U.S. Mail Wagon

U.S. Mail Wagon

Ethel Parker posed next to the horse-drawn U.S. Mail Wagon donated to the Wayne County Historical Society in 1978. Wa. Co. Historical Society File Photo

This month’s feature item from the collection is a U.S. Mail Wagon used in the early part of the 1900s to deliver mail in the northern part of Wayne County, Ohio. It was donated to the Historical Society in 1978 by Carl Schaad, who was retiring as Postmaster of Burbank, Ohio at the time. Mr. Schaad’s father was a rural carrier out of Burbank for many years and bought this wagon, used, in 1919.
U.S. Mail Wagon

The old Rural Rt. No. 2 U.S. Mail delivery wagon. © 2012 Wa. Co. Historical Society


Rural delivery wagons, which carriers had to buy themselves, generally had a small combination desk/sorting case up front and room for a small cashbox and a coal-fired foot-warmer in winter. They often came with four sled runners for use during winter weather conditions. Rural mail carriers sometimes chose to wear uniforms, although it was not required.
David Leisy's Mail Wagon

David Leisy had to buy the mail wagon he used to deliver the U.S. Mail in 1904. © 2012 Wayne County Historical Society


The introduction of Parcel Post in 1913 led to a greater need for motorized delivery vehicles, since there was simply more mail and it became heavier and bulkier. Motor vehicles were more expensive than horse-drawn vehicles, but could carry more and travel further. Although some rural carriers still chose to hang on to their horse-drawn vehicles because some of the rural road conditions were so poor only a horse-drawn vehicle could reliably pass over them. Once roads were improved and automobiles gained better traction the old horse-drawn mail wagons disappeared from use.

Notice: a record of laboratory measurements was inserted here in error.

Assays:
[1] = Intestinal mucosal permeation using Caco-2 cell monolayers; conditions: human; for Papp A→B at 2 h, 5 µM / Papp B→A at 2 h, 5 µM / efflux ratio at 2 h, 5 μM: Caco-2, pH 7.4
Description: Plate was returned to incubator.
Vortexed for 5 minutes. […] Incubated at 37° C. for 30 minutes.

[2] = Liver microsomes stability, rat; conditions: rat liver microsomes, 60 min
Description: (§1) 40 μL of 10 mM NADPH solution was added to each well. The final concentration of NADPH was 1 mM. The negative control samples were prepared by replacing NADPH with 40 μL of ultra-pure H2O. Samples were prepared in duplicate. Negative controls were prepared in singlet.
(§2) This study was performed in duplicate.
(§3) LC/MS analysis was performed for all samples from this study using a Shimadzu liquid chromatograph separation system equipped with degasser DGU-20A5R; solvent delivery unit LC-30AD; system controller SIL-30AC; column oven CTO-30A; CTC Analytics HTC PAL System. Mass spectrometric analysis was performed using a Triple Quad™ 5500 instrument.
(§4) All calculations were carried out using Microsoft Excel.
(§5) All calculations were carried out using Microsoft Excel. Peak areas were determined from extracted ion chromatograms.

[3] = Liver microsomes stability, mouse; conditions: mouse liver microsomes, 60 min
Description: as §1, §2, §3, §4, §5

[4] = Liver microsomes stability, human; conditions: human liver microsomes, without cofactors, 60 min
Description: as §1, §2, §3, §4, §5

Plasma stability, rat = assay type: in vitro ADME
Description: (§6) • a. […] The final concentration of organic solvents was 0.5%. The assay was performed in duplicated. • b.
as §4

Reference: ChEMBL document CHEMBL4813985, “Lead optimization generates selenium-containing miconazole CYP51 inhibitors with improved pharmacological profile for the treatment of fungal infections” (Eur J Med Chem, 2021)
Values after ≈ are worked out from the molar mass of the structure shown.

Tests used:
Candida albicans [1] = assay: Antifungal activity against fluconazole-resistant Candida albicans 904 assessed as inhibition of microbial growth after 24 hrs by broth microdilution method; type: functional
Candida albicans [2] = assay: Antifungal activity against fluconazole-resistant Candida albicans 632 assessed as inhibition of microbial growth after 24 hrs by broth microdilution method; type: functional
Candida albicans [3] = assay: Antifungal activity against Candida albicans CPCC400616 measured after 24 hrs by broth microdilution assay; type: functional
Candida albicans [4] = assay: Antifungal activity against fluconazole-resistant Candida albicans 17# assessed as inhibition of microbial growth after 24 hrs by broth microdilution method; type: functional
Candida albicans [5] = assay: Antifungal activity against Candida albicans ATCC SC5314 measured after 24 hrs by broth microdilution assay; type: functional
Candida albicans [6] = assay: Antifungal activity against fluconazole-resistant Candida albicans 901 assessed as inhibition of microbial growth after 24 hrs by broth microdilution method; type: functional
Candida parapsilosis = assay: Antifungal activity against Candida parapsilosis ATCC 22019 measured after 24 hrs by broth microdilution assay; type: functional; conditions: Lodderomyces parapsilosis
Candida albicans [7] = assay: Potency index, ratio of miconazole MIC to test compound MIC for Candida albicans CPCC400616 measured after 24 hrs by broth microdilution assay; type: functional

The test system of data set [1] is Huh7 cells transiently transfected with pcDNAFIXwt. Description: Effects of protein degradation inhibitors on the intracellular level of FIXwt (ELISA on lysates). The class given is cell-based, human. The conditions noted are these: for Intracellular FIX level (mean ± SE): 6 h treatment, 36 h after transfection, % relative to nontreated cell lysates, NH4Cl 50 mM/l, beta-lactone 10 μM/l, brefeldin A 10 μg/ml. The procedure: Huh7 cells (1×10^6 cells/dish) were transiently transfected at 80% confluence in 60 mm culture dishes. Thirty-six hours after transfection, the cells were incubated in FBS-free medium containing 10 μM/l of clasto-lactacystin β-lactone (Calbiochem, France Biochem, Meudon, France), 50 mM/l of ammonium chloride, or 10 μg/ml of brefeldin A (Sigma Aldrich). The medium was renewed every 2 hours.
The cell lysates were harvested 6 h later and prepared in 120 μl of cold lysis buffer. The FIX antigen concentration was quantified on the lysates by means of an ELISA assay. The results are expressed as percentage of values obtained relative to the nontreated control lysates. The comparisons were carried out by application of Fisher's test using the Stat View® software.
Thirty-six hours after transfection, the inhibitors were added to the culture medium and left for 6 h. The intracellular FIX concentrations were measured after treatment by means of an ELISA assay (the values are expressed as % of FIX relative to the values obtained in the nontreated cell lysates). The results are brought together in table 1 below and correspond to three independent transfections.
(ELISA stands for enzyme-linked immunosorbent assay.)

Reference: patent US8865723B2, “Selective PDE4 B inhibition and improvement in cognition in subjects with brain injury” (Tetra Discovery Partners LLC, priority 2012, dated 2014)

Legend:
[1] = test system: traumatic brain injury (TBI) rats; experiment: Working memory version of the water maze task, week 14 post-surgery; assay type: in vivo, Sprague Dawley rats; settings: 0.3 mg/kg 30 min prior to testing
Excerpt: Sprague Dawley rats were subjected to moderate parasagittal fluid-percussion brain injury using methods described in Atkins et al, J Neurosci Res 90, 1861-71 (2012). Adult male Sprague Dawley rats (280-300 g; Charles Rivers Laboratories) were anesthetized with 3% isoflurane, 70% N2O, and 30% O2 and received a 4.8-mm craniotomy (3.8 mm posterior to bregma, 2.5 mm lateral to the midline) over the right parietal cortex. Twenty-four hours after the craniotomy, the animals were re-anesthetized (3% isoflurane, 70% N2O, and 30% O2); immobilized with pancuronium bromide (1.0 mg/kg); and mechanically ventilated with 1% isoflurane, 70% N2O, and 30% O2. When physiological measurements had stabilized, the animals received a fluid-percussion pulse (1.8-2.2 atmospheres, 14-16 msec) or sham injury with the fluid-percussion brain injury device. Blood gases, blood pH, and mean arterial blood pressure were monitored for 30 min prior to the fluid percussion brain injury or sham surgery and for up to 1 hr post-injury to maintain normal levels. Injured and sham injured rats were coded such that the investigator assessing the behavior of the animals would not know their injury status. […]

Comments

  1. Matthew Schug says:

    I have been investigating a wagon undercarriage I bought from my County Historical Society and I think it might have been a mail wagon. I was hoping you can tell me more about yours. My says Pontiac Steel under the metal axle on all corners of the axles so I think it was build by the Pontiac wagon Company and they stopped making wagons around 1904. Would you be able to tell me if yours are the same. I want to rebuild mine but I need some pictures of an example that I can copy. I need to know wheel size and other things like that. Thank You in advance for your time. Matthew Schug

  2. Barry Schaad says:

    hello,
    I AM THE GRANDSON OF CHARLES ELMER SCHAAD, AND THE SON OF CARL SCHAAD. DO YOU STILL HAVE THE MAIL WAGON THAT I REMEMBER AS A CHILD? IT WAS DONATED BY MY DAD AFTER MY GRANDPARENTS PASSED AWAY. I REMEMBER IT WAS SITTING IN GRANPA’S BARN FOR MY ENTIRE LIFE IN BURBANK.

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